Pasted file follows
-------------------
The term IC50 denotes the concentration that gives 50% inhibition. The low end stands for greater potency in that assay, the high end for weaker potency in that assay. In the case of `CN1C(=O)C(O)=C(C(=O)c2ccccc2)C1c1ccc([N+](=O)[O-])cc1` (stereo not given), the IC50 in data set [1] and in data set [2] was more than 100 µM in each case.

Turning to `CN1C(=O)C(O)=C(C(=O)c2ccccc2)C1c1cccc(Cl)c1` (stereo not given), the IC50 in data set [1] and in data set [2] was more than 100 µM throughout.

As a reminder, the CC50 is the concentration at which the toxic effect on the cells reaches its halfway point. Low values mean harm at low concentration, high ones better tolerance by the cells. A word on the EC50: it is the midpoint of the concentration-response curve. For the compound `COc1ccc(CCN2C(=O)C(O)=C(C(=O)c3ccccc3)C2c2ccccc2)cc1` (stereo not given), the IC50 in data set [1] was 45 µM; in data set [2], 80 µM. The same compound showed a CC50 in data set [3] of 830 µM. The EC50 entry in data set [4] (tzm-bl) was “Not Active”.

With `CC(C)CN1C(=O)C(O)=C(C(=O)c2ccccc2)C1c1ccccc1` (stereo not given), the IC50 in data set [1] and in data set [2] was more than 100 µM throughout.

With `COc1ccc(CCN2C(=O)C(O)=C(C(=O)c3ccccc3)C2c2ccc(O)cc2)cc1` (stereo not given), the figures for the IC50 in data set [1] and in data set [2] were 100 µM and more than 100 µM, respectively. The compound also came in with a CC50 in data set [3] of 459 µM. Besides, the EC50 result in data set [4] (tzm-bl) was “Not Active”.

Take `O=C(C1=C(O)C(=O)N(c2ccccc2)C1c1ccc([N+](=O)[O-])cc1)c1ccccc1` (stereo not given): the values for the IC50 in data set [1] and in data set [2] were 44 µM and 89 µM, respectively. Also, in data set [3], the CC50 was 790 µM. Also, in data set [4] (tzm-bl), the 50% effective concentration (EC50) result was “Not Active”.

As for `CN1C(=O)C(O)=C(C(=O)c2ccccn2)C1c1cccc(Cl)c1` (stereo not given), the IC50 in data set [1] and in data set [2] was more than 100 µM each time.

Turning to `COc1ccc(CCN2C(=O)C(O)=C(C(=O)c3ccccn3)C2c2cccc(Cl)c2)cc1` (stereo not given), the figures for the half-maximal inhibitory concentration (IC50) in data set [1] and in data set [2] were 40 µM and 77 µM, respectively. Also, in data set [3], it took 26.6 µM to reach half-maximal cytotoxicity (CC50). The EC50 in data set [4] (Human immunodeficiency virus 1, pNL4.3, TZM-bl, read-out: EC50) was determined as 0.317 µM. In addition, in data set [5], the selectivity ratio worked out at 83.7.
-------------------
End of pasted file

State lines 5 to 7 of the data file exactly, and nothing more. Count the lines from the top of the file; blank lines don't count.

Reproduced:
With `COc1ccc(CCN2C(=O)C(O)=C(C(=O)c3ccccc3)C2c2ccc(O)cc2)cc1` (stereo not given), the figures for the IC50 in data set [1] and in data set [2] were 100 µM and more than 100 µM, respectively. The compound also came in with a CC50 in data set [3] of 459 µM. Besides, the EC50 result in data set [4] (tzm-bl) was “Not Active”.

Take `O=C(C1=C(O)C(=O)N(c2ccccc2)C1c1ccc([N+](=O)[O-])cc1)c1ccccc1` (stereo not given): the values for the IC50 in data set [1] and in data set [2] were 44 µM and 89 µM, respectively. Also, in data set [3], the CC50 was 790 µM. Also, in data set [4] (tzm-bl), the 50% effective concentration (EC50) result was “Not Active”.

As for `CN1C(=O)C(O)=C(C(=O)c2ccccn2)C1c1cccc(Cl)c1` (stereo not given), the IC50 in data set [1] and in data set [2] was more than 100 µM each time.